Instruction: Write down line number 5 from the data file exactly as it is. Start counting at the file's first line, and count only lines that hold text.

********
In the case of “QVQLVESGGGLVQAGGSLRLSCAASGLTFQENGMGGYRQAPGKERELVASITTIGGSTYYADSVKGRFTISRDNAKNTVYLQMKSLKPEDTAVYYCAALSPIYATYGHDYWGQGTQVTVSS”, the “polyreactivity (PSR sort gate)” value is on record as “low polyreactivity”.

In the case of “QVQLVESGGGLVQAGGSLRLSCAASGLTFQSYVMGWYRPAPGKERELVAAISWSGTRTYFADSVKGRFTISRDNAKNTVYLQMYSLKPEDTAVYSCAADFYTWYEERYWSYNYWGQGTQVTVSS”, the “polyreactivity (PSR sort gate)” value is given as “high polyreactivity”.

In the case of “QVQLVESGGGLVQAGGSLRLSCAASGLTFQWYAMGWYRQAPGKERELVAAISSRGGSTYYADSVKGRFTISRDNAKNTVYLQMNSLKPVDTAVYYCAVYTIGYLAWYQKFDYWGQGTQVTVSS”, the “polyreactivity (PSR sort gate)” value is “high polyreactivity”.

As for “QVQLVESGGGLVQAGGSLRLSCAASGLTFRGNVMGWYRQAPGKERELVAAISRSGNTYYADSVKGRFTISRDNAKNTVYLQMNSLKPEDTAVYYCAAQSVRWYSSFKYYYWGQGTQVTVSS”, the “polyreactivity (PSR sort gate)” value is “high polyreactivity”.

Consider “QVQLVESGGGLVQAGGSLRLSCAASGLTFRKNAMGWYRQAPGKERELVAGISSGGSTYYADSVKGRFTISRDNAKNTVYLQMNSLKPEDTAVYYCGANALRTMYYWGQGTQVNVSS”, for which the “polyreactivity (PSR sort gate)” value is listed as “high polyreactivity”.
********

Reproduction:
Consider “QVQLVESGGGLVQAGGSLRLSCAASGLTFRKNAMGWYRQAPGKERELVAGISSGGSTYYADSVKGRFTISRDNAKNTVYLQMNSLKPEDTAVYYCGANALRTMYYWGQGTQVNVSS”, for which the “polyreactivity (PSR sort gate)” value is listed as “high polyreactivity”.